Green tech finds (5/19/11)

Off-grid in the Big Apple, and geothermal energy capture that doesn’t cause earthquakes… your green tech finds for the week.

  • The recycling robot: Finnish start-up ZenRobotics claims its ZenRobotics Recycler, a robot designed to sort recyclables from other waste, has correctly identified half the materials presented to it in tests. See the “trailer” for the robot above. (via Good News from Finland)

  • Can electric vehicles work in car sharing programs: Electric Vehicle Update discusses the potential issues, and solutions, for incorporating EVs (with their long charging time) into “on-demand” car sharing services. (via Cleantechies)

  • Getting better gas mileage with Google: Researchers at Ford are considering how using the Google Prediction API could help drivers save fuel (either gas or, more likely, electricity) by optimizing a car’s power train for regularly-traveled routes. (via Treehugger)

  • Solar panels and snow: Snowy climes can make use of solar power… except, of course, when the panels are covered with snow. Professor Joshua Pearce of Ontario’s Queens University is researching the overall impact of snow on solar panel performance, and how to maximize energy harvesting in cold regions. (via Earth Techling)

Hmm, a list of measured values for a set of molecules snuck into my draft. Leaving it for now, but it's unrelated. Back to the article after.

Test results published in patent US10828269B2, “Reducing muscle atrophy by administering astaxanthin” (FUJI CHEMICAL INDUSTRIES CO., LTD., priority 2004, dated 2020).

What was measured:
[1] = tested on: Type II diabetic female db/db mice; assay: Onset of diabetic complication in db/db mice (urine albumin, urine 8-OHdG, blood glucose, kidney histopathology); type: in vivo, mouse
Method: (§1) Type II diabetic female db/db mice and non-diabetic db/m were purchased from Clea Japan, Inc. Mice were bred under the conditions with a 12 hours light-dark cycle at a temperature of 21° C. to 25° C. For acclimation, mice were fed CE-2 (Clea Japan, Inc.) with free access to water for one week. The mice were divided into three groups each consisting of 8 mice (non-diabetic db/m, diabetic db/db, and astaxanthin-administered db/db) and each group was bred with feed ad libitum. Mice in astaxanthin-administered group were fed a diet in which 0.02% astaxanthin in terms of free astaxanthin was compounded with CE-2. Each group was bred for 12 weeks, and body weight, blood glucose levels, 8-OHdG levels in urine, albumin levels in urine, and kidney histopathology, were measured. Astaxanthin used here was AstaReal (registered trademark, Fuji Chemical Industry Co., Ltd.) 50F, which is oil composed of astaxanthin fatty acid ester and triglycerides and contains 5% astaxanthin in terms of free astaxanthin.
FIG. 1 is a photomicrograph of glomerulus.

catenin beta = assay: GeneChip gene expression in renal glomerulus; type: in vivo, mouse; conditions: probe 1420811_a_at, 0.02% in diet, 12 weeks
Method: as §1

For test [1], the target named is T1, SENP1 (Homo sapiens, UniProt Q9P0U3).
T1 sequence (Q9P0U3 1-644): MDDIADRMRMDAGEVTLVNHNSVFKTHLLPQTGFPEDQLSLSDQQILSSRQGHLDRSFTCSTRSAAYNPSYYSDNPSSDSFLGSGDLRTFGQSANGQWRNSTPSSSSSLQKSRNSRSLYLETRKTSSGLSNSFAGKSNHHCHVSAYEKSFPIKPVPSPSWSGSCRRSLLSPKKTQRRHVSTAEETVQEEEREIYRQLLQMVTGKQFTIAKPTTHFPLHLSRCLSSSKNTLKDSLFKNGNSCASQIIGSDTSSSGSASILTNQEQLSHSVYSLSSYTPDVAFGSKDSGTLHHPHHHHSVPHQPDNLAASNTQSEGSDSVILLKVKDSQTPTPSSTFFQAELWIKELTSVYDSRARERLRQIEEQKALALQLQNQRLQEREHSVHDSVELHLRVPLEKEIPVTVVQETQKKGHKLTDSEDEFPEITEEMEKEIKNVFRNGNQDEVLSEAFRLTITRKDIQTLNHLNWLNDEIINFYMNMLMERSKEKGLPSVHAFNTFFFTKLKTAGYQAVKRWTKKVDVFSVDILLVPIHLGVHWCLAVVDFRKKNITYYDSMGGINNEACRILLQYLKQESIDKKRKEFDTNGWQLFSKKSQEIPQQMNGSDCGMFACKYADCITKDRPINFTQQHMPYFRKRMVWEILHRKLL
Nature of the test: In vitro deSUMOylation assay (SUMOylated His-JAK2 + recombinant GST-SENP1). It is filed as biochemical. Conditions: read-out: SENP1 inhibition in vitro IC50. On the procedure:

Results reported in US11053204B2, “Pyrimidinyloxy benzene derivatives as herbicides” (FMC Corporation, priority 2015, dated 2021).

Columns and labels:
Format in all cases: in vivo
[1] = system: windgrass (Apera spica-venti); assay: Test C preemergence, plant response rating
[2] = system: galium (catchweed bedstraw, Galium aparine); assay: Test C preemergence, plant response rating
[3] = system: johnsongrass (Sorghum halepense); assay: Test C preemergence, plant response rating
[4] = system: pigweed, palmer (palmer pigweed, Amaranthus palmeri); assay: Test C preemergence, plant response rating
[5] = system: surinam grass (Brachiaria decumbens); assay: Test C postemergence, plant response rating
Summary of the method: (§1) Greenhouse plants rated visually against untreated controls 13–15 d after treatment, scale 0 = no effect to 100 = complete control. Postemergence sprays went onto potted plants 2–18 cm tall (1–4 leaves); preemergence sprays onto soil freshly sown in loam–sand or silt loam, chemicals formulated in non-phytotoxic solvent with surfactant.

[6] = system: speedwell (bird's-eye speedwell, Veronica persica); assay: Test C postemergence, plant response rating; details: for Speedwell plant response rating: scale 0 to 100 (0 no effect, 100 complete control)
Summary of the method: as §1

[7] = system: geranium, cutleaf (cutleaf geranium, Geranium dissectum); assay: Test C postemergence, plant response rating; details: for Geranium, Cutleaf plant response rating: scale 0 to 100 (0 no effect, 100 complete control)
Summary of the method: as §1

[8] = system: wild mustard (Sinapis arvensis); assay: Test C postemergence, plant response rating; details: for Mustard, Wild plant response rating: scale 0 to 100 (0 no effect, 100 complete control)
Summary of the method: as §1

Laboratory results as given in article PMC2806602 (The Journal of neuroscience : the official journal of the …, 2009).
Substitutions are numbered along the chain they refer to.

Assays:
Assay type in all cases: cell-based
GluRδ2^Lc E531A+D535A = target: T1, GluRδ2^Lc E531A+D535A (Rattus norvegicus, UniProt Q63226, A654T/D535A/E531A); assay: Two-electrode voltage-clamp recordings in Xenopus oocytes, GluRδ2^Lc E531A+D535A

• Geothermal energy sans earthquakes: Large-scale geothermal energy systems have occasionally set off small earthquakes. Connecticut-based start-up GTherm is testing its “heat pump on steroids” approach for commercial viability… and seismic stability.(via Yale Environment 360 and @taigacompany)

  • Off-grid in NYC: Yep, it’s possible… DIYer Adam Katzman does it in a solar-powered refurbished houseboat. Downside: he floats his boat in the heavily-polluted Gowanus Canal.

  • High-tech waste heat capture: Scientists at the Oak Ridge National Laboratory are working on a device to capture waste heat loss from objects as small as computer chips. (via Cleantechnica)

Got a find of your own? Share it with us… leave a comment below.


  • Wind power: the most promising technology for a sustainable future?
  • What tiny solar could mean for residents of the developing world.